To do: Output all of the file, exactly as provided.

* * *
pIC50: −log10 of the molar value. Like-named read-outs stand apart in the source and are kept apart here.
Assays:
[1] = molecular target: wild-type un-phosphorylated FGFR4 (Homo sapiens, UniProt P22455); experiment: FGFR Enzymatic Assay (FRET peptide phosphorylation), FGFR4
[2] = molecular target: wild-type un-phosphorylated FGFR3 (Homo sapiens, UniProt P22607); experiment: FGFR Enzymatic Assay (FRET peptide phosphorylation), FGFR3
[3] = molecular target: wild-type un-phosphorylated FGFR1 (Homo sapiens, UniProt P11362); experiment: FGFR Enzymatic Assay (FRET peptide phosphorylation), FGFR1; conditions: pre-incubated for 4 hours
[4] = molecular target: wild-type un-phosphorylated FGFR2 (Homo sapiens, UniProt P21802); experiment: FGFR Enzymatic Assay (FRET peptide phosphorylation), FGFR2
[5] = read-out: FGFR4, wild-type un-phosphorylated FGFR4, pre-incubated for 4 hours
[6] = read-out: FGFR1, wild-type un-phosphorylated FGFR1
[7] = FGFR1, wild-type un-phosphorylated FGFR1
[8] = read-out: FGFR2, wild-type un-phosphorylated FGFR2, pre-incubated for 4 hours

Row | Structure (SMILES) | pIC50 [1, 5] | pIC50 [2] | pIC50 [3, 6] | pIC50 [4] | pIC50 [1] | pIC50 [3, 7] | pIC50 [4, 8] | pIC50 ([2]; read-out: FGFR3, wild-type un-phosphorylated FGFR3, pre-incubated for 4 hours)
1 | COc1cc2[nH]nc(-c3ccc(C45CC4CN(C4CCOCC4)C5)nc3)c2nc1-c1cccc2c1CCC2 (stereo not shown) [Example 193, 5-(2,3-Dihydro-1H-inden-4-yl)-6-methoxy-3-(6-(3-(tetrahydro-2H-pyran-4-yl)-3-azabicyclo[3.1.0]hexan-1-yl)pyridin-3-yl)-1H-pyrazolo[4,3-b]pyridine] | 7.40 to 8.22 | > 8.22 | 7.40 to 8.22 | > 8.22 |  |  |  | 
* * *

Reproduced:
pIC50: −log10 of the molar value. Like-named read-outs stand apart in the source and are kept apart here.
Assays:
[1] = molecular target: wild-type un-phosphorylated FGFR4 (Homo sapiens, UniProt P22455); experiment: FGFR Enzymatic Assay (FRET peptide phosphorylation), FGFR4
[2] = molecular target: wild-type un-phosphorylated FGFR3 (Homo sapiens, UniProt P22607); experiment: FGFR Enzymatic Assay (FRET peptide phosphorylation), FGFR3
[3] = molecular target: wild-type un-phosphorylated FGFR1 (Homo sapiens, UniProt P11362); experiment: FGFR Enzymatic Assay (FRET peptide phosphorylation), FGFR1; conditions: pre-incubated for 4 hours
[4] = molecular target: wild-type un-phosphorylated FGFR2 (Homo sapiens, UniProt P21802); experiment: FGFR Enzymatic Assay (FRET peptide phosphorylation), FGFR2
[5] = read-out: FGFR4, wild-type un-phosphorylated FGFR4, pre-incubated for 4 hours
[6] = read-out: FGFR1, wild-type un-phosphorylated FGFR1
[7] = FGFR1, wild-type un-phosphorylated FGFR1
[8] = read-out: FGFR2, wild-type un-phosphorylated FGFR2, pre-incubated for 4 hours

Row | Structure (SMILES) | pIC50 [1, 5] | pIC50 [2] | pIC50 [3, 6] | pIC50 [4] | pIC50 [1] | pIC50 [3, 7] | pIC50 [4, 8] | pIC50 ([2]; read-out: FGFR3, wild-type un-phosphorylated FGFR3, pre-incubated for 4 hours)
1 | COc1cc2[nH]nc(-c3ccc(C45CC4CN(C4CCOCC4)C5)nc3)c2nc1-c1cccc2c1CCC2 (stereo not shown) [Example 193, 5-(2,3-Dihydro-1H-inden-4-yl)-6-methoxy-3-(6-(3-(tetrahydro-2H-pyran-4-yl)-3-azabicyclo[3.1.0]hexan-1-yl)pyridin-3-yl)-1H-pyrazolo[4,3-b]pyridine] | 7.40 to 8.22 | > 8.22 | 7.40 to 8.22 | > 8.22 |  |  |  | 